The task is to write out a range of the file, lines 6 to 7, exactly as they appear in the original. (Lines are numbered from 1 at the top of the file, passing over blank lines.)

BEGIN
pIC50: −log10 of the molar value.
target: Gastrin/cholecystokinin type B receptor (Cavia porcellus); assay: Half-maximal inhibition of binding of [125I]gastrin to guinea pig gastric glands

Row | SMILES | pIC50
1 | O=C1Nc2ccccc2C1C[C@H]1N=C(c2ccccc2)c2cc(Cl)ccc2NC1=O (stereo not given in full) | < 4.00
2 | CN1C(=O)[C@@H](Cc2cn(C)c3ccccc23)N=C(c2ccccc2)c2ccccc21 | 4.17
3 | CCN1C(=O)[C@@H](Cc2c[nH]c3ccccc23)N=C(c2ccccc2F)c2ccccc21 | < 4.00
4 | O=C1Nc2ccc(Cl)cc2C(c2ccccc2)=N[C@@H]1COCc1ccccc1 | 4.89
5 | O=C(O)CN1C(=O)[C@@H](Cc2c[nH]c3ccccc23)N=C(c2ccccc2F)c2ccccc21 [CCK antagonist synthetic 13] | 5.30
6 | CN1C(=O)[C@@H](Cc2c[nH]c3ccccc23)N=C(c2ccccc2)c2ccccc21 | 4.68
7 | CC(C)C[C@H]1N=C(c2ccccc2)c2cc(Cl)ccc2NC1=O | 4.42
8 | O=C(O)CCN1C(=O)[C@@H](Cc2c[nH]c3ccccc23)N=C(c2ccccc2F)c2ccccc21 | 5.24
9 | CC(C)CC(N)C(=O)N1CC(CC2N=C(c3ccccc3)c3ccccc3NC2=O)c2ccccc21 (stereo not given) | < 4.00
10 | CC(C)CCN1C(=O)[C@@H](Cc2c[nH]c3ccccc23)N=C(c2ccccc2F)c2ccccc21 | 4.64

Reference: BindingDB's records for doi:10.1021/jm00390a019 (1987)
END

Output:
3 | CCN1C(=O)[C@@H](Cc2c[nH]c3ccccc23)N=C(c2ccccc2F)c2ccccc21 | < 4.00
4 | O=C1Nc2ccc(Cl)cc2C(c2ccccc2)=N[C@@H]1COCc1ccccc1 | 4.89